Agricultural risks and farm land consolidation process in transition countries: The case of cotton production in Uzbekistan
Utkur Djanibekov and
Agricultural Systems, 2018, vol. 164, issue C, 223-235
Cotton production substantially contributes to the GDP of Uzbekistan. It is produced under a state procurement policy, according to which farmers have to allocate half of their land for cotton, fulfill cotton output levels and sell the entire harvest of cotton to the state. Land is state owned and a land consolidation process is in place, where land allocated to a farm can be reduced if cotton production targets are not met. However, low production levels may not only arise due to bad management practices but also due to production risks, e.g., due to climatic variability or limited access to inputs such as irrigation water. In this study, we aim to assess policies that can improve cotton production levels and farm profits under land consolidation and agricultural risks. We use a recursive programming model, which considers risk-averse farmers and their farm size adjustments, together with irrigation water-crop yield response functions on different land productivity classes. We consider production, market and institutional risks and find that such risks affect resource allocation, production levels and thus also farm size developments. The farm land consolidation improves overall cotton output, yet, it reduces farm incomes as the state cotton procurement price is low. Under conditions of the state cotton procurement and land consolidation, increasing the cotton price can improve cotton production and farm profits and reduce farm size changes, but farm size changes still occur among farmers. Having secure land tenure together with land use flexibility and higher cotton prices allows farmers to improve incomes, reduce income disparity, diversify land uses, but results in lower cotton output than under the state cotton procurement policy.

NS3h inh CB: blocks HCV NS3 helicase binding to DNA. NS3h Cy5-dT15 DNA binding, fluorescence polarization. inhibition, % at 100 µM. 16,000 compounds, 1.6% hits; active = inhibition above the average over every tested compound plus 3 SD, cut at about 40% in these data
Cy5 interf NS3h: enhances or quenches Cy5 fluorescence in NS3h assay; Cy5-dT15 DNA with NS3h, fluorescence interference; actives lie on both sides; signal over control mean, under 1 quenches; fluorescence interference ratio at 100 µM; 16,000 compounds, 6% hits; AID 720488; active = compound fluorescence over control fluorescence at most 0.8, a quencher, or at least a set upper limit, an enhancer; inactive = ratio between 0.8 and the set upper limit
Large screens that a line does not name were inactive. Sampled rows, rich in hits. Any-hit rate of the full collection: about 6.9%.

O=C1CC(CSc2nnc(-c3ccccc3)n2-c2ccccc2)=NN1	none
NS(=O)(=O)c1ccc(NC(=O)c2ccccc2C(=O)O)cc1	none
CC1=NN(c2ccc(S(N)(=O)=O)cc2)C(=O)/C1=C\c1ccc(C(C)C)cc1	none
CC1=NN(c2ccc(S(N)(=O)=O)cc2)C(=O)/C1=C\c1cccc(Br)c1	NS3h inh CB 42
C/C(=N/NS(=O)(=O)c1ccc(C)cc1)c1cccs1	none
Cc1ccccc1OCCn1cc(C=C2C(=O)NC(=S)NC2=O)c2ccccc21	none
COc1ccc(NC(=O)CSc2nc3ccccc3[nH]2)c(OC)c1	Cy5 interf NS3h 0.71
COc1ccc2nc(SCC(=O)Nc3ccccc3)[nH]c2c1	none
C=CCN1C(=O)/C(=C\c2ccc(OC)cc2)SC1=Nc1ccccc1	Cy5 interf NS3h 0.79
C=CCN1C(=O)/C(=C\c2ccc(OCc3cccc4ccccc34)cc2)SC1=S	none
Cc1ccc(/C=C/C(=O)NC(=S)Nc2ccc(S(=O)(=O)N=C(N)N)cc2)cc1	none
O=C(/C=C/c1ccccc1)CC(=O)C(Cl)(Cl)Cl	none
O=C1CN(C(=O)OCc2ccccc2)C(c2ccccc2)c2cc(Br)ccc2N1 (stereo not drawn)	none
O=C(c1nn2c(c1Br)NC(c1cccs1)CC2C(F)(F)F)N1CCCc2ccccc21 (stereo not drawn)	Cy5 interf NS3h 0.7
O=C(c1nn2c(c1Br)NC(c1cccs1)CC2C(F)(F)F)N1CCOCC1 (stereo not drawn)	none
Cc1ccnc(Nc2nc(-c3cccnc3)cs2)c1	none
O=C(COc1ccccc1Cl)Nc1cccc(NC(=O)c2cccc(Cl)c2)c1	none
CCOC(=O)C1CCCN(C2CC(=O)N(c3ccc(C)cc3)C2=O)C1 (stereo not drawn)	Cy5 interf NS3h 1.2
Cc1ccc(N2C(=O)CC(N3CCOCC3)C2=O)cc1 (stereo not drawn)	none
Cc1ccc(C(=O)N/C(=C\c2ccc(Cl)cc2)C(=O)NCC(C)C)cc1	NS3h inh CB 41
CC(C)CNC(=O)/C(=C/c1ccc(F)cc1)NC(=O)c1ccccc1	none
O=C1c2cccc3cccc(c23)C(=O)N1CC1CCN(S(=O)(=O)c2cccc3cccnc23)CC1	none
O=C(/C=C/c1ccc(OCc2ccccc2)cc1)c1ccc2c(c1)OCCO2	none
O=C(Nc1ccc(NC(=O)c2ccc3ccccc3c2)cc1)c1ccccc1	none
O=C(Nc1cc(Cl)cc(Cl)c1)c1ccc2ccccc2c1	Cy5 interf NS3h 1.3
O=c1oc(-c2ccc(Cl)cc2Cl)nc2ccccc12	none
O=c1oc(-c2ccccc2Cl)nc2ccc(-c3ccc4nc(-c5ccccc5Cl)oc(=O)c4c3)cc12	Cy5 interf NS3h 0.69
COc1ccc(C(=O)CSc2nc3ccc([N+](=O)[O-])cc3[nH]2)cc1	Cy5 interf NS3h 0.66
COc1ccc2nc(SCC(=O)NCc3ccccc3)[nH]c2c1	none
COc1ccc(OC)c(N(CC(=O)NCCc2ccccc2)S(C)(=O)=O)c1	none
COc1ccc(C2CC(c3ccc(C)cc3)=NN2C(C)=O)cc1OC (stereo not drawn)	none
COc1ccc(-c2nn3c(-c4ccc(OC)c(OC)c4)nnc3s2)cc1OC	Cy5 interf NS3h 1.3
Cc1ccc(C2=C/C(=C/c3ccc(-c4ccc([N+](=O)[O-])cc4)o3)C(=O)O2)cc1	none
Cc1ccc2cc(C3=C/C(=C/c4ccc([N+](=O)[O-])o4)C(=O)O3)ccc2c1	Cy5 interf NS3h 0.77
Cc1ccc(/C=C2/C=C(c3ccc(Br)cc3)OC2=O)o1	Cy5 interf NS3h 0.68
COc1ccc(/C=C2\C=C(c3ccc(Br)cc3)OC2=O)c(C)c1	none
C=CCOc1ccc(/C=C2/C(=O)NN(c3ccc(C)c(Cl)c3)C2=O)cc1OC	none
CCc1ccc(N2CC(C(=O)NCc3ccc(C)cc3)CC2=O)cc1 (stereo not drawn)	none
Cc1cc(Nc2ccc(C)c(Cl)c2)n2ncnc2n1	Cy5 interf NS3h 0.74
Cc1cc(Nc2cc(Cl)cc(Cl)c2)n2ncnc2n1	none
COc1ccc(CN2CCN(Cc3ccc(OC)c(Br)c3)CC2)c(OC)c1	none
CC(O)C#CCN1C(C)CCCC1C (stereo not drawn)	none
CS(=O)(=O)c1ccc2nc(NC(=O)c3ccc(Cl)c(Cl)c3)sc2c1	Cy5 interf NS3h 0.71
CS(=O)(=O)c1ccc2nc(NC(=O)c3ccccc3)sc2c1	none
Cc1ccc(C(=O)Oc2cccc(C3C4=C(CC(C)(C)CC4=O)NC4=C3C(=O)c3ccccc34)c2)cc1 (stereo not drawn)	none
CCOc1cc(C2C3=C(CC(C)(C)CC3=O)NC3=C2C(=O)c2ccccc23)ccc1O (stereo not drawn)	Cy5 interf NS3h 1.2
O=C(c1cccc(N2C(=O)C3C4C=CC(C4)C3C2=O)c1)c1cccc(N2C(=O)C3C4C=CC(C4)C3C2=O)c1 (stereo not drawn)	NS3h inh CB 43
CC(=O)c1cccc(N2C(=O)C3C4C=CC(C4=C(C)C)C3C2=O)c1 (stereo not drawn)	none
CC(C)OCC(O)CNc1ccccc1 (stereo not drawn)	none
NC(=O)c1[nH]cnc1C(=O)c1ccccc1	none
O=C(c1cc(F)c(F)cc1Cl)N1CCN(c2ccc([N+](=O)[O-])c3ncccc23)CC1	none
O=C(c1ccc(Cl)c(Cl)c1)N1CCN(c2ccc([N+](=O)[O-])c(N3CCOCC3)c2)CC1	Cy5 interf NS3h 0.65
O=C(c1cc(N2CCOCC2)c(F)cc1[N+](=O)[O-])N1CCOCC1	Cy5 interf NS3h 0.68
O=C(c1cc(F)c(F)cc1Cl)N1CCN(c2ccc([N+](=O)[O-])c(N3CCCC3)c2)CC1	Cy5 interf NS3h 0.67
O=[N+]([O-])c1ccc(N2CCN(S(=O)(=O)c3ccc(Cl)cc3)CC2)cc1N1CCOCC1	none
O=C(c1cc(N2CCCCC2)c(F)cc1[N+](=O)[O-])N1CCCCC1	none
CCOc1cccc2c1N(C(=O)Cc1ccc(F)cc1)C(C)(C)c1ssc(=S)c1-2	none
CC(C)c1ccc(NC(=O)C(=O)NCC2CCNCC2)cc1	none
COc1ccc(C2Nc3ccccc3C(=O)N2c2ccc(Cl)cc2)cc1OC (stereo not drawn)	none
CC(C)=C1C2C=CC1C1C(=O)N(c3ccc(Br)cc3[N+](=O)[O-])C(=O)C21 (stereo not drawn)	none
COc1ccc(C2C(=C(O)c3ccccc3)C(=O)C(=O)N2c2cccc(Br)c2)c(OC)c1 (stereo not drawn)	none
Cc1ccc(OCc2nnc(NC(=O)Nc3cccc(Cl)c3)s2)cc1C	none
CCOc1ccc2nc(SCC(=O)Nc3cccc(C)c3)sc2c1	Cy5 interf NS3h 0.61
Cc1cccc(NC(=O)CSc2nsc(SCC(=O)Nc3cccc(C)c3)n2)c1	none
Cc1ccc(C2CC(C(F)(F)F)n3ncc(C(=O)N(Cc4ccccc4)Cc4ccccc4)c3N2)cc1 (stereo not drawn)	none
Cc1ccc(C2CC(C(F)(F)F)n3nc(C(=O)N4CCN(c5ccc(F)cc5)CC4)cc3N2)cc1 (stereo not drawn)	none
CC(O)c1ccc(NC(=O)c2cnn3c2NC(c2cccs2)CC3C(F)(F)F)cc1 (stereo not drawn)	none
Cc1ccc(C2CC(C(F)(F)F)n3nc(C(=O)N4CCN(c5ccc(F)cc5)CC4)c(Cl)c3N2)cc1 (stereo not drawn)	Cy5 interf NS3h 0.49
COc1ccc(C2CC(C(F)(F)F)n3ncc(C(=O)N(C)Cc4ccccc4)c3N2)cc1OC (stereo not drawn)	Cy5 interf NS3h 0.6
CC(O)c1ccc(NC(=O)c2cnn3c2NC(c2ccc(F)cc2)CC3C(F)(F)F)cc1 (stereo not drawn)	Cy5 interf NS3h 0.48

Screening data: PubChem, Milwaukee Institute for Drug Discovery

Keywords: State target policies; Institutional, production and market risks; Farm heterogeneity; Recursive programming (search for similar items in EconPapers)
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Persistent link: https://EconPapers.repec.org/RePEc:eee:agisys:v:164:y:2018:i:c:p:223-235
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